Several prior art inventions relate to multiple substrate devices and optical devices. International Patent Application 02/48765 A1 to Pandraud et al and U.S. Patent Application 2002/0076130 A1 to Pandraud show methods to form features within substrates by bonding two substrates together. A waveguide structure with a reflective facet is shown. U.S. Patent Application 2003/0091264 A1 to Kimerling describes a hybrid device comprising an optical chip and an electronic chip. The two chips are bonded together using solder bumps. U.S. Pat. No. 6,455,398 B1 to Fonstad, Jr., et al discloses a method to form a hybrid integrated circuit device by bonding together a silicon wafer and a III-V semiconductor wafer, such as a GaAs wafer. Dielectric layers overlying the surfaces of each wafer are bonded together by a two step sequence comprising pressure and thermal processing. Embodiments describe thinning the silicon substrate such that a thin Si layer overlies then bonded dielectric layers which, in turn, overlie the III-V substrate. Electronics are formed in the Si layer and optoelectronics are formed in the III-V semiconductor layer. U.S. Pat. No. 6,456,767 B2 to Terashima shows an optical waveguide transmitter/receiver module. The module comprises a silicon substrate that is bonded together. The bonding surfaces are held together by resin, solder, or similar means. U.S. Application 2003/0140317 A1 to Brewer et al discloses various techniques for combining or for stacking substrates of differing composition. U.S. Patent Application 2003/0002809 A1 to Jian teaches an optical device where fibers are vertically integrated through the substrate layers. U.S. Pat. No. 6,020,624 to Wood et al describes a method to bond wafers together in a memory device. U.S. Patent Application 2002/0171077 to Chu et al teaches a silicon and silicon germanium optoelectronic integrated circuit.

Additional references related to the present invention include the article, by Akahori et al, “Assembly and Wiring Technologies on PLC Platforms for Low Cost and High Speed Applications,” Proceeding of ECTC, 1997, p. 632, and the article by Rieh et al, “Monolithically Integrated SiGe-Si PIN-HBT Front-End Photoreceivers,” IEEE Photonics Technology Letters, Vol. 10, No. 3, March 1998, p. 415. In addition, in the Bio-Opto Electronic Sensor Systems (BOSS) Center, a DARPA Optoelectronics Research Center, published on a web site: www.micro.uiuc.edu/boss/TaskII.html, the paper “Task II: Development of an Integrated Guided-Wave Interferometer-based Bio-Sensor System,” the relates to the topic of bio-sensors based on optical systems but does not disclose how to combine optical (III-V) wafers and silicon wafers.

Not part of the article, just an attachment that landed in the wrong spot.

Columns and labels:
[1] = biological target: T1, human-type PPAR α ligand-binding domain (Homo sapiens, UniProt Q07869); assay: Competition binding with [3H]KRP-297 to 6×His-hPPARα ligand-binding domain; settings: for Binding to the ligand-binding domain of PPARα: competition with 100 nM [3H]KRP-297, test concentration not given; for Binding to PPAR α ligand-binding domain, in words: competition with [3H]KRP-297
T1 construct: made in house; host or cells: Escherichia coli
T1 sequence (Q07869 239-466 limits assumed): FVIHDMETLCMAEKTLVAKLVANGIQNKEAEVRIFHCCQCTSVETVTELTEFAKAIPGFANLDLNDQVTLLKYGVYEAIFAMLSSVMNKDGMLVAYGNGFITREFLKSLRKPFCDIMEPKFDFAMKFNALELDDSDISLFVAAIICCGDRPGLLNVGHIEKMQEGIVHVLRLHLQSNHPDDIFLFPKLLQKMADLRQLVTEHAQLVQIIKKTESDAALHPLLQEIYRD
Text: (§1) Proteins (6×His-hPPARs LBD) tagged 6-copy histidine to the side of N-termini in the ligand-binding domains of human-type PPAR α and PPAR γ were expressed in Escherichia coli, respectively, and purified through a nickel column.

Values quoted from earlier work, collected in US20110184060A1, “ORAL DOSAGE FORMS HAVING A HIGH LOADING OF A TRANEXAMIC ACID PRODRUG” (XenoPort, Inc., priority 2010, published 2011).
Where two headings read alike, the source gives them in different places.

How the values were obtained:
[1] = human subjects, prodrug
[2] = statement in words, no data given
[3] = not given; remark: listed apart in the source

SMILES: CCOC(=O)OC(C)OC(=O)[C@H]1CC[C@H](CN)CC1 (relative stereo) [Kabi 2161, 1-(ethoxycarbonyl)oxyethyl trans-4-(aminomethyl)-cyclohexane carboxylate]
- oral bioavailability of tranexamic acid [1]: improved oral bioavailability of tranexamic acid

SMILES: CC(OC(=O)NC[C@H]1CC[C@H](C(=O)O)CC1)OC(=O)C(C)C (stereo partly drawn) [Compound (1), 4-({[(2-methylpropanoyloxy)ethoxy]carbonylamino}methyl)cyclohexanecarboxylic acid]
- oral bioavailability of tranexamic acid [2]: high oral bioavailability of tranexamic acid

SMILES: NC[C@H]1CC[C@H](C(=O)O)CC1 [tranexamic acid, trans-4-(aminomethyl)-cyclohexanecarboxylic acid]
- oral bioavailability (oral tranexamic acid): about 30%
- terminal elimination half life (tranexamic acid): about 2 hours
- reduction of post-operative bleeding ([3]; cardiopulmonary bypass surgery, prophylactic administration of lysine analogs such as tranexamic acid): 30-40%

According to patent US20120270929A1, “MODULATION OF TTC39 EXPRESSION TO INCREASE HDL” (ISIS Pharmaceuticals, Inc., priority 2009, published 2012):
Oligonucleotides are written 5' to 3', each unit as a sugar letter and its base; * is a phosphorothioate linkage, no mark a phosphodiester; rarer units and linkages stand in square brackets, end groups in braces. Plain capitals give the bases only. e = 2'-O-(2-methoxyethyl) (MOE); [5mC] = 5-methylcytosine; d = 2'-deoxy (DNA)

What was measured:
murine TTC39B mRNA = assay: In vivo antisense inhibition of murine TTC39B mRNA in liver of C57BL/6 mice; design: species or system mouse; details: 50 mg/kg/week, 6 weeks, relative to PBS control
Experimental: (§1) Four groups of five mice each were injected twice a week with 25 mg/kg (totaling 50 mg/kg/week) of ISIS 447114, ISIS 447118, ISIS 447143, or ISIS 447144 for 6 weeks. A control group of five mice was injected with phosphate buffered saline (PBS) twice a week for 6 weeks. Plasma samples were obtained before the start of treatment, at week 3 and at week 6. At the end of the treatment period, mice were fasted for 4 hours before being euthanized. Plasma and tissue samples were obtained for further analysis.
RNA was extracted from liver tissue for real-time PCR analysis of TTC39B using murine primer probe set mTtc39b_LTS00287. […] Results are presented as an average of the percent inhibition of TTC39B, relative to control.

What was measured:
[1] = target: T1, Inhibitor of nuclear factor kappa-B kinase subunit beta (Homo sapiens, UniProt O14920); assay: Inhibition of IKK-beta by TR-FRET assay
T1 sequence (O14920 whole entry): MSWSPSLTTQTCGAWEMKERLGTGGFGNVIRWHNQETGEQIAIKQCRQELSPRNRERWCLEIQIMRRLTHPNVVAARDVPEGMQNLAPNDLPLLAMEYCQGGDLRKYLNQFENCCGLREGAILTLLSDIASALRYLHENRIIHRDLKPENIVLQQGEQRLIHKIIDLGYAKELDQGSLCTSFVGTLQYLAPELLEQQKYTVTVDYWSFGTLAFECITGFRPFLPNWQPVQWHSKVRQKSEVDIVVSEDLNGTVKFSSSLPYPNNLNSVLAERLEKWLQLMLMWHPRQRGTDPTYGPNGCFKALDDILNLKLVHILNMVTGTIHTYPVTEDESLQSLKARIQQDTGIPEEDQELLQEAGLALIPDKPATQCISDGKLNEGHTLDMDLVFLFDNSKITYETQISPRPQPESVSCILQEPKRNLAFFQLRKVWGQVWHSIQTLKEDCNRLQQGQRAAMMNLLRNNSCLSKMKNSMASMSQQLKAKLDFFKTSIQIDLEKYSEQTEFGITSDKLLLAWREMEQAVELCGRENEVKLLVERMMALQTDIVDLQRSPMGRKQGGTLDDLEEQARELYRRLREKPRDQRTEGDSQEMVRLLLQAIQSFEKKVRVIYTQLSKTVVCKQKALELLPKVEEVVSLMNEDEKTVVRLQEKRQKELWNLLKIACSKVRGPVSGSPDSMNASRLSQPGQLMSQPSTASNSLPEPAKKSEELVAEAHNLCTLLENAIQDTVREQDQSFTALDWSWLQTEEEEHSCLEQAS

SUMMARY OF THE INVENTION

A principal object of the present invention is to provide an effective and very manufacturable method to integrate an optical substrate and an electronic substrate.

A further object of the present invention is to provide a method to integrate an optical substrate and an electronic substrate such that a heterogeneous, VLSI-photonic integrated circuit is formed.

A yet further object of the present invention is to provide a heterogeneous, VLSI-photonic integrated circuit comprising complex functions and combining electronic/optic, optic/electronic, optic/optic, and electronic/electronic functions.

A yet further object of the present invention is to provide a method to improve the performance of the electrical interconnects and RF passive devices, such as inductors, through the use of built-in thick dielectric layers after substrates are stacked together.

A yet further object of the present invention is to provide a method to form a waveguide with an embedded mirror in the manufacture of an integrated circuit device.

A yet further object of the present invention is to provide a method to form a multiple level, stacked substrate device.

In accordance with the objects of this invention, a method to form a VLSI-photonic heterogeneous system device is achieved. The method comprises providing an optical substrate comprising at least one passive optical component formed therein. An electronic substrate is provided comprising at least one active electronic component formed therein. A plurality of metal pillars are formed through the optical substrate and protruding out a first surface of the optical substrate. A plurality of metal pads are formed on a first surface of the electronic substrate. The optical substrate and the electronic substrate are bonding together by a method further comprising aligning the first surfaces of the optical and electronic substrates such that the protruding metal pillars contact the metal pads. The optical and electronic substrates are then bonded together through the metal pillars and metal pads using a thermal diffusion metal-to-metal process.